updated 2/16/2009 2:32:44 PM ET 2009-02-16T19:32:44

A Chinese blogger whose satirical postings have gained a wide following was stabbed in the stomach at a Beijing book store after giving a reading, witnesses and friends said Monday.

Xu Lai, who writes under the pseudonym Qian Liexian, was attacked Saturday evening at the Wanda branch of the Beijing Danxiangjie Book Store, a staffer there confirmed Monday.

He was meeting readers "and it happened after that," said the clerk, who declined to give her name as is common among Chinese. She gave no other details.

Xu, who is also culture editor at the Beijing News paper, was apparently stabbed in the store's bathroom by two men who later fled, according to friends and fellow bloggers who posted the news online.

The motive was unclear for the assault, which was the first known physical attack on a prominent blogger.

Xu's blog, entitled "Qian Liexian Wants to Speak," offers witty, satirical observations on society and politics. At times provocative, he has also commented on government corruption and the recent scandal of milk contaminated with an industrial chemical.

Last year, he was listed among the "20 Most Influential Figures in China's Cyberspace" by Southern Metropolis Weekly. Xu was in a Beijing hospital Monday recovering after surgery for his wounds, which were not life-threatening, according to postings by friends on the bullogger.com Web site.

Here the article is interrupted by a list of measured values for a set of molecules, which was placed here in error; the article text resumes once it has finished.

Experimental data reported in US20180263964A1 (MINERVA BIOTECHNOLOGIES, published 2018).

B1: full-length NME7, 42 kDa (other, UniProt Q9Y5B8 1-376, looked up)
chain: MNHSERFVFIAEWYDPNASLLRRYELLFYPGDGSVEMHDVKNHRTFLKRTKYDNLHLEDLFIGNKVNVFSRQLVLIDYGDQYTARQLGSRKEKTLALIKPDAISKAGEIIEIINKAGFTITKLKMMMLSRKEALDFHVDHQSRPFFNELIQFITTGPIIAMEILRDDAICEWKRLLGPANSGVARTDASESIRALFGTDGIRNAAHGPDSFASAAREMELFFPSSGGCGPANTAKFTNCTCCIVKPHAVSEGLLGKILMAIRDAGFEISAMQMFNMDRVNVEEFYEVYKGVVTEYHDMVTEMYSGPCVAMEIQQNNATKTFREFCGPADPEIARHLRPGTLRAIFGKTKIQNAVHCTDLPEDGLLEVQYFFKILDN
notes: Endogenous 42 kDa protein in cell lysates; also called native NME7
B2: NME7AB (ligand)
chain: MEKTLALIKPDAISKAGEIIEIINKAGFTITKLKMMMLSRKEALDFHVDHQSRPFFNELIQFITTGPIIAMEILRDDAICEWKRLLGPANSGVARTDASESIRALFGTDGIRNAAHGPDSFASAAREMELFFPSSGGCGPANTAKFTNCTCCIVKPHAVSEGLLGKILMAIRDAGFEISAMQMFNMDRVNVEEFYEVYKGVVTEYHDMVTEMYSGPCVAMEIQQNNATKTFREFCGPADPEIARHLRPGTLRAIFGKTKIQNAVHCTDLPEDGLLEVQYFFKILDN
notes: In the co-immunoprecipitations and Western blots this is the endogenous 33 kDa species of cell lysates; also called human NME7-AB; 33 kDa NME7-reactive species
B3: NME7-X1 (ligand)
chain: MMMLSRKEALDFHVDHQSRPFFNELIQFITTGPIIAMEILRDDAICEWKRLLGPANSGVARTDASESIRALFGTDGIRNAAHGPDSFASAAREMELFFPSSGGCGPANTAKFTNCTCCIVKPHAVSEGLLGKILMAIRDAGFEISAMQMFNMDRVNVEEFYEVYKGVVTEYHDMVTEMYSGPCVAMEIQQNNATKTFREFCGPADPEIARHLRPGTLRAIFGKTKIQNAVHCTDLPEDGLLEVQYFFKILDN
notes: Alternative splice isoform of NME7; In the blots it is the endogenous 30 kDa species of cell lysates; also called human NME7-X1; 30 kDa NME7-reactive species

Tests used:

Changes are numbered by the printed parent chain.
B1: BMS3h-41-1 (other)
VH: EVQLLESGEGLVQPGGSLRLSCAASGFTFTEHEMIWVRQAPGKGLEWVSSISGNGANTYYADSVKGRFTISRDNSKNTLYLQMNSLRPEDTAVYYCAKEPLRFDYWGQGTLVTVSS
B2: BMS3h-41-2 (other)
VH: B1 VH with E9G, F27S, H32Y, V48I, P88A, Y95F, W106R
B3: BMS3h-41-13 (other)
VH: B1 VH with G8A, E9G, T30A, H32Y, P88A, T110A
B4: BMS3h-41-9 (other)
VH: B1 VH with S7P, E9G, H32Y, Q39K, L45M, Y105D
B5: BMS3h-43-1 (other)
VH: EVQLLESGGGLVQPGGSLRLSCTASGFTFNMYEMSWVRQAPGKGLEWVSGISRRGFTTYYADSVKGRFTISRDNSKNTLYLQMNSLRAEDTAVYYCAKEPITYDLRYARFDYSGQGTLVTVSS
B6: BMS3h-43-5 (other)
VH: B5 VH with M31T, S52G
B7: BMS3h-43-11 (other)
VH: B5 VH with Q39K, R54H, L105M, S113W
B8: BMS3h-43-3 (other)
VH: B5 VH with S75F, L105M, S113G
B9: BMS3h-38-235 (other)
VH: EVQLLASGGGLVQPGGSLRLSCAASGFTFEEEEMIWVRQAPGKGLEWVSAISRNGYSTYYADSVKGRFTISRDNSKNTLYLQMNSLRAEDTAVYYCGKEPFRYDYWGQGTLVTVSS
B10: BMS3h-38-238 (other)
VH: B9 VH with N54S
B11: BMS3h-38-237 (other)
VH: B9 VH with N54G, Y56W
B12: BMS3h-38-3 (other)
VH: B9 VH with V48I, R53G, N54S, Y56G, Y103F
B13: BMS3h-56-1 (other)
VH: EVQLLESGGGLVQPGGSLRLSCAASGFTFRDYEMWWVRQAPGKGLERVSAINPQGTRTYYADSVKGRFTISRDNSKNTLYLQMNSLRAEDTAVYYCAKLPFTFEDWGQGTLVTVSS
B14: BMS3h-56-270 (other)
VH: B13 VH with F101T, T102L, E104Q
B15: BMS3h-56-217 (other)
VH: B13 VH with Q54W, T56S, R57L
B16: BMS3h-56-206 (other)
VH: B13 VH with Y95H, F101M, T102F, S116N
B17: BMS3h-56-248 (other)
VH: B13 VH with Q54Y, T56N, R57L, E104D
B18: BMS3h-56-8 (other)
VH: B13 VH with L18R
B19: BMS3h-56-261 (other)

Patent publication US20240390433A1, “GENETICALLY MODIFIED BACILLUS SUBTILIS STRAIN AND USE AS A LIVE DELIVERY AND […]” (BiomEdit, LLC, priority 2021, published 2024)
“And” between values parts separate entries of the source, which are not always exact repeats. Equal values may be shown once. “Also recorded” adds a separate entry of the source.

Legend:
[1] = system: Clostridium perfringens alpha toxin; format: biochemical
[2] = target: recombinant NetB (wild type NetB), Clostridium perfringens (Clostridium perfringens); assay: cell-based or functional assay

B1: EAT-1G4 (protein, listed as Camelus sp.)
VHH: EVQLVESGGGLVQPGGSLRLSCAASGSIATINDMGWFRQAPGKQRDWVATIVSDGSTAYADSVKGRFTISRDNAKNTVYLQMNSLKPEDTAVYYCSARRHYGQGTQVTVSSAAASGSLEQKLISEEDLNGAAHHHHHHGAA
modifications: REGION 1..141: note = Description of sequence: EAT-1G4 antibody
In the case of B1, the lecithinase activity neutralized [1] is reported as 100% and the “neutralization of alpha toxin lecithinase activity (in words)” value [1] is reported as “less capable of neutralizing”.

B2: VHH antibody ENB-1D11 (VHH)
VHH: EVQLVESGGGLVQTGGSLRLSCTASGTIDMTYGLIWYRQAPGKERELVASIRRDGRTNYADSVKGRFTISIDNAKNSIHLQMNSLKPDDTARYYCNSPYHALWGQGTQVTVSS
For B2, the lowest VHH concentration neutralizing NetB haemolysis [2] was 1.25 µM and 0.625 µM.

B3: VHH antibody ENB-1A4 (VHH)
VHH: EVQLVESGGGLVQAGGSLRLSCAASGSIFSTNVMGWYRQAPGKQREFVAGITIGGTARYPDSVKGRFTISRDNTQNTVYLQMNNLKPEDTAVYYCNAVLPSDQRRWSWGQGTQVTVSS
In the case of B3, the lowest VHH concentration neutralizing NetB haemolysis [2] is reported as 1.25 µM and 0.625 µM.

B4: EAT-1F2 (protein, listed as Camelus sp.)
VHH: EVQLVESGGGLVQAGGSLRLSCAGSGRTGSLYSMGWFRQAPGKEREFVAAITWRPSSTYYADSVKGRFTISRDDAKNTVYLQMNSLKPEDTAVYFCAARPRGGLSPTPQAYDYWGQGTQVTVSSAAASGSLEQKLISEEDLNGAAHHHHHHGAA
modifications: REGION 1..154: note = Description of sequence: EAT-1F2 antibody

"According to the doctor, there was only a small hole in his stomach, and no other injuries were found in his other organs," one post said. "The doctor said it seemed that he was in a good condition. So people who care for him should not worry."

Police responsible for that area of Beijing did not immediately respond to requests for comment.

Xu's blog was one of many hosted on the Chinese blogging Web site bullog.cn, which was shut down in January as part of a government crackdown on the Internet. The successor site, bullogger.com, is hosted overseas.

Online writers and commentators in China are often censored and sometimes persecuted by authorities over controversial postings.

More on  China and the Internet Internet censorship

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